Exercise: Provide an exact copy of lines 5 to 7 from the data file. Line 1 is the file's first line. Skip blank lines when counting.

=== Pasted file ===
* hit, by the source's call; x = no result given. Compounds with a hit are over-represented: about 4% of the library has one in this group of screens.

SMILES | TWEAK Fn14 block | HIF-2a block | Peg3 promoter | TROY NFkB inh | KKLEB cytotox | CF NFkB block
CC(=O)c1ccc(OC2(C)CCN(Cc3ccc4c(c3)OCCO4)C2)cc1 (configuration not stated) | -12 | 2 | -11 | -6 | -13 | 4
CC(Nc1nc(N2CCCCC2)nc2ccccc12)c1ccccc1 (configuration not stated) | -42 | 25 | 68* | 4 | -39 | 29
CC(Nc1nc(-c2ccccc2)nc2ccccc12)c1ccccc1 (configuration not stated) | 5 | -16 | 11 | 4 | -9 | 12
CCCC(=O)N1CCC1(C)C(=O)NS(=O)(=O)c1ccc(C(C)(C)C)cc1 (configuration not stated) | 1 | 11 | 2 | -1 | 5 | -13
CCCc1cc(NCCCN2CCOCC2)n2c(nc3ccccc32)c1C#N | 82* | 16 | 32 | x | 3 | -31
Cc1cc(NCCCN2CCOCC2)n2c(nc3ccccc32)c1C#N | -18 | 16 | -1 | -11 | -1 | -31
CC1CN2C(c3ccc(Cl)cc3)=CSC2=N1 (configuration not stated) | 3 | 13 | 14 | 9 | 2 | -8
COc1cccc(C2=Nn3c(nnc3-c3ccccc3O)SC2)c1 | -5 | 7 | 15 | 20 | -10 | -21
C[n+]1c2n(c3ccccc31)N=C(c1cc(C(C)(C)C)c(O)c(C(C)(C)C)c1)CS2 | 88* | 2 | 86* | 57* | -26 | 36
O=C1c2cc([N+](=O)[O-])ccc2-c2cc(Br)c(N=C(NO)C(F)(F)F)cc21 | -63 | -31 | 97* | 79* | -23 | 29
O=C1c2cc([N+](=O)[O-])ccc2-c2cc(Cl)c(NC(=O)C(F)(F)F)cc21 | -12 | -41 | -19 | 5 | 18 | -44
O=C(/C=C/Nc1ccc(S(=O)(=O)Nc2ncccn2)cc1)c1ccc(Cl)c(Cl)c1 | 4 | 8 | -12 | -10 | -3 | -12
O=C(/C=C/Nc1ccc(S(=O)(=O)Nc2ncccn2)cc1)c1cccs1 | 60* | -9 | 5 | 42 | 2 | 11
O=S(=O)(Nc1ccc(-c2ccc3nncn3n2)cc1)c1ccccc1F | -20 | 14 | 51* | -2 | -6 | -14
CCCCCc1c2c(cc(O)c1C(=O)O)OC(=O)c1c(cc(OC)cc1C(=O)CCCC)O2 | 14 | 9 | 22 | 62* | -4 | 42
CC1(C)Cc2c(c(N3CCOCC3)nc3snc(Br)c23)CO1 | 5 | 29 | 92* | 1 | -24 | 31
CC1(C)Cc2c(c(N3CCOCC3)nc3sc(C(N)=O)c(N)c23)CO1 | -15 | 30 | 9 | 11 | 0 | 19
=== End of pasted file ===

CC(Nc1nc(-c2ccccc2)nc2ccccc12)c1ccccc1 (configuration not stated) | 5 | -16 | 11 | 4 | -9 | 12
CCCC(=O)N1CCC1(C)C(=O)NS(=O)(=O)c1ccc(C(C)(C)C)cc1 (configuration not stated) | 1 | 11 | 2 | -1 | 5 | -13
CCCc1cc(NCCCN2CCOCC2)n2c(nc3ccccc32)c1C#N | 82* | 16 | 32 | x | 3 | -31